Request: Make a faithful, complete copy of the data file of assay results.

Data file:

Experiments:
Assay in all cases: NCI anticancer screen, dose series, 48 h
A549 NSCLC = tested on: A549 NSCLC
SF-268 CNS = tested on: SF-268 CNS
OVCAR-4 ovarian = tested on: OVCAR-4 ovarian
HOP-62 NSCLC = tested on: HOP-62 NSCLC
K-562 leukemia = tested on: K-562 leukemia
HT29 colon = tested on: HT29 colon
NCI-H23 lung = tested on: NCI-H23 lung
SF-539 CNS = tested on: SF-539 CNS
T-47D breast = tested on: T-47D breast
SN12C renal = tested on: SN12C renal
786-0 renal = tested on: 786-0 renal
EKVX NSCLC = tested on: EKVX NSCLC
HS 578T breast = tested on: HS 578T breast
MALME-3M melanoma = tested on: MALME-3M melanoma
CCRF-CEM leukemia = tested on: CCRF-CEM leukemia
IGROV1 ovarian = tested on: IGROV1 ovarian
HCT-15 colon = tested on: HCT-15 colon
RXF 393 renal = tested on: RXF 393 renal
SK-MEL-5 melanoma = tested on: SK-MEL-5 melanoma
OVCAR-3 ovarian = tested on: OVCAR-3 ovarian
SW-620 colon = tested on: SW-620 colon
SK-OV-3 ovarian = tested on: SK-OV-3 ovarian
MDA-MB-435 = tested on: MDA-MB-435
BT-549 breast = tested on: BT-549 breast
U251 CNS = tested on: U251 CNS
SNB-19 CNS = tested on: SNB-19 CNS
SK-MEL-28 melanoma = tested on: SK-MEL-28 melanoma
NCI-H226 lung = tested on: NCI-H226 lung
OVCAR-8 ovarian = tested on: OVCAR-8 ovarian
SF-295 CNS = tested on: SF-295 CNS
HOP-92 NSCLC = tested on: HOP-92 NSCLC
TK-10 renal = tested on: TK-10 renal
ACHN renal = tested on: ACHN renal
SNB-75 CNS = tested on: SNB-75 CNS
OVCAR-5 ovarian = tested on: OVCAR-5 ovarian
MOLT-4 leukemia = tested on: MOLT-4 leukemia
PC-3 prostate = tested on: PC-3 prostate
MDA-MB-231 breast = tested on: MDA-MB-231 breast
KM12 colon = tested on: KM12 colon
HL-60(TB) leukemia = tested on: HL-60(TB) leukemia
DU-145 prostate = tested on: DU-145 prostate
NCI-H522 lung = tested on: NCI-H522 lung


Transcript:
Experiments:
Assay in all cases: NCI anticancer screen, dose series, 48 h
A549 NSCLC = tested on: A549 NSCLC
SF-268 CNS = tested on: SF-268 CNS
OVCAR-4 ovarian = tested on: OVCAR-4 ovarian
HOP-62 NSCLC = tested on: HOP-62 NSCLC
K-562 leukemia = tested on: K-562 leukemia
HT29 colon = tested on: HT29 colon
NCI-H23 lung = tested on: NCI-H23 lung
SF-539 CNS = tested on: SF-539 CNS
T-47D breast = tested on: T-47D breast
SN12C renal = tested on: SN12C renal
786-0 renal = tested on: 786-0 renal
EKVX NSCLC = tested on: EKVX NSCLC
HS 578T breast = tested on: HS 578T breast
MALME-3M melanoma = tested on: MALME-3M melanoma
CCRF-CEM leukemia = tested on: CCRF-CEM leukemia
IGROV1 ovarian = tested on: IGROV1 ovarian
HCT-15 colon = tested on: HCT-15 colon
RXF 393 renal = tested on: RXF 393 renal
SK-MEL-5 melanoma = tested on: SK-MEL-5 melanoma
OVCAR-3 ovarian = tested on: OVCAR-3 ovarian
SW-620 colon = tested on: SW-620 colon
SK-OV-3 ovarian = tested on: SK-OV-3 ovarian
MDA-MB-435 = tested on: MDA-MB-435
BT-549 breast = tested on: BT-549 breast
U251 CNS = tested on: U251 CNS
SNB-19 CNS = tested on: SNB-19 CNS
SK-MEL-28 melanoma = tested on: SK-MEL-28 melanoma
NCI-H226 lung = tested on: NCI-H226 lung
OVCAR-8 ovarian = tested on: OVCAR-8 ovarian
SF-295 CNS = tested on: SF-295 CNS
HOP-92 NSCLC = tested on: HOP-92 NSCLC
TK-10 renal = tested on: TK-10 renal
ACHN renal = tested on: ACHN renal
SNB-75 CNS = tested on: SNB-75 CNS
OVCAR-5 ovarian = tested on: OVCAR-5 ovarian
MOLT-4 leukemia = tested on: MOLT-4 leukemia
PC-3 prostate = tested on: PC-3 prostate
MDA-MB-231 breast = tested on: MDA-MB-231 breast
KM12 colon = tested on: KM12 colon
HL-60(TB) leukemia = tested on: HL-60(TB) leukemia
DU-145 prostate = tested on: DU-145 prostate
NCI-H522 lung = tested on: NCI-H522 lung